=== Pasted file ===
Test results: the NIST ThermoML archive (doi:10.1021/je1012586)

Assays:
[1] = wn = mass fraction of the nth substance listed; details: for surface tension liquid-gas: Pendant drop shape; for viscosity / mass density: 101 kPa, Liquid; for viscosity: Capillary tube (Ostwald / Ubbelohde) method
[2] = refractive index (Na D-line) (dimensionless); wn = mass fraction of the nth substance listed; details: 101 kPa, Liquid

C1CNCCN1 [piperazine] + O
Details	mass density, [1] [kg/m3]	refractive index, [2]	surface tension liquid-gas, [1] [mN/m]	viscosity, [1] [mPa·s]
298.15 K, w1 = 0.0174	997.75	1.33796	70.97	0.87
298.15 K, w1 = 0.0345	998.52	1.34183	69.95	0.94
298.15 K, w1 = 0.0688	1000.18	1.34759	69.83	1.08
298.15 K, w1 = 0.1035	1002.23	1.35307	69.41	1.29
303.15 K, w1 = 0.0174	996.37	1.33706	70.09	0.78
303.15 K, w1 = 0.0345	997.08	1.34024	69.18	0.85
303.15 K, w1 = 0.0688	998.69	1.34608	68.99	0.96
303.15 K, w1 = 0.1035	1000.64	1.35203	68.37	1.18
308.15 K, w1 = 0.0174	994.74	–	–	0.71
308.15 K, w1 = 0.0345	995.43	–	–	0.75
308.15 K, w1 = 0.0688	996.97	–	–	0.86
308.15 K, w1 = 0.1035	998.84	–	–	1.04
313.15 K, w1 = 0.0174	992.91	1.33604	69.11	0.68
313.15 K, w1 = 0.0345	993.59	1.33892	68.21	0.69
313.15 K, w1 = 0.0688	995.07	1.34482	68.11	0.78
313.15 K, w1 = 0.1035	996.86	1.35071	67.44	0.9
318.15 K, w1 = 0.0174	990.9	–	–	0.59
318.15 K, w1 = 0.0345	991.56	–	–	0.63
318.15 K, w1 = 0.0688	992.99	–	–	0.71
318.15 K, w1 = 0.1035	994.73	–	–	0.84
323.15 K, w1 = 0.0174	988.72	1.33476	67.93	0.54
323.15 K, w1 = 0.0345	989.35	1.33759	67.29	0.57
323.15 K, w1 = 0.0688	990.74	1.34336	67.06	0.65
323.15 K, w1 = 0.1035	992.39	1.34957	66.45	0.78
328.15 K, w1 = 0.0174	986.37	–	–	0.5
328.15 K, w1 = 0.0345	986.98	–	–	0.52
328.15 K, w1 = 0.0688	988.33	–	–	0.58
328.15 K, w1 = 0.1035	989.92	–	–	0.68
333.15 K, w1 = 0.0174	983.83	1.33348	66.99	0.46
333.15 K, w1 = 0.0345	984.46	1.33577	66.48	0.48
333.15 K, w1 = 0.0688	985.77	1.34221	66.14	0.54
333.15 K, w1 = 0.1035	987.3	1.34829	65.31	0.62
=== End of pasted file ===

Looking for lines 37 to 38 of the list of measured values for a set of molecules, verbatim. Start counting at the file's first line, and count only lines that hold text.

333.15 K, w1 = 0.0688	985.77	1.34221	66.14	0.54
333.15 K, w1 = 0.1035	987.3	1.34829	65.31	0.62